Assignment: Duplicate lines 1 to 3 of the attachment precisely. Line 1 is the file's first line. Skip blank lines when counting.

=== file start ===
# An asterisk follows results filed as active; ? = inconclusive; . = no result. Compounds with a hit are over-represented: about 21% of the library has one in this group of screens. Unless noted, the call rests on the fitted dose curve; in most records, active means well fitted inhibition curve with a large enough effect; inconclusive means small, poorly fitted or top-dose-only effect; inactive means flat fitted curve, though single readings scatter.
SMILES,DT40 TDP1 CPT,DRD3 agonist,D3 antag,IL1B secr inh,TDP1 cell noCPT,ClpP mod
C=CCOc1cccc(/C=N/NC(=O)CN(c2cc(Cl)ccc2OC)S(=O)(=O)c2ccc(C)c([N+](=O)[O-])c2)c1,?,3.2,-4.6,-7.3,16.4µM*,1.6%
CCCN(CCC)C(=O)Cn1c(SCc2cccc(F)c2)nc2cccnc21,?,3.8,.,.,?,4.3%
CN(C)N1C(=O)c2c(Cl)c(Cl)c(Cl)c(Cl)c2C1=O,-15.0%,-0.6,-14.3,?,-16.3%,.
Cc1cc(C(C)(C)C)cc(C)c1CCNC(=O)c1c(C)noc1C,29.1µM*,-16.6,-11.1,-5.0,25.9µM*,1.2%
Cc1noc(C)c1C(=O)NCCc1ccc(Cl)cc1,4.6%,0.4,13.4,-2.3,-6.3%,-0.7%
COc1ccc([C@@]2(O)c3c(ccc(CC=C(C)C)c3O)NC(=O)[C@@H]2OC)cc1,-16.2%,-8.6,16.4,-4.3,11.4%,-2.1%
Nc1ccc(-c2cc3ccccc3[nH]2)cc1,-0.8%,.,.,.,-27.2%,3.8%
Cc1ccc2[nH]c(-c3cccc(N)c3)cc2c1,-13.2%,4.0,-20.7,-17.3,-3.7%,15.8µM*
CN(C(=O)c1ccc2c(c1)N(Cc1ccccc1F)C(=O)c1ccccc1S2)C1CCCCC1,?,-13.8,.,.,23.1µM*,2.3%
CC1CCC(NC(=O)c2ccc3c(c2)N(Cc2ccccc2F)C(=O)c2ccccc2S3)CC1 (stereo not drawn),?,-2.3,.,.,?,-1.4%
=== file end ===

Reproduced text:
# An asterisk follows results filed as active; ? = inconclusive; . = no result. Compounds with a hit are over-represented: about 21% of the library has one in this group of screens. Unless noted, the call rests on the fitted dose curve; in most records, active means well fitted inhibition curve with a large enough effect; inconclusive means small, poorly fitted or top-dose-only effect; inactive means flat fitted curve, though single readings scatter.
SMILES,DT40 TDP1 CPT,DRD3 agonist,D3 antag,IL1B secr inh,TDP1 cell noCPT,ClpP mod
C=CCOc1cccc(/C=N/NC(=O)CN(c2cc(Cl)ccc2OC)S(=O)(=O)c2ccc(C)c([N+](=O)[O-])c2)c1,?,3.2,-4.6,-7.3,16.4µM*,1.6%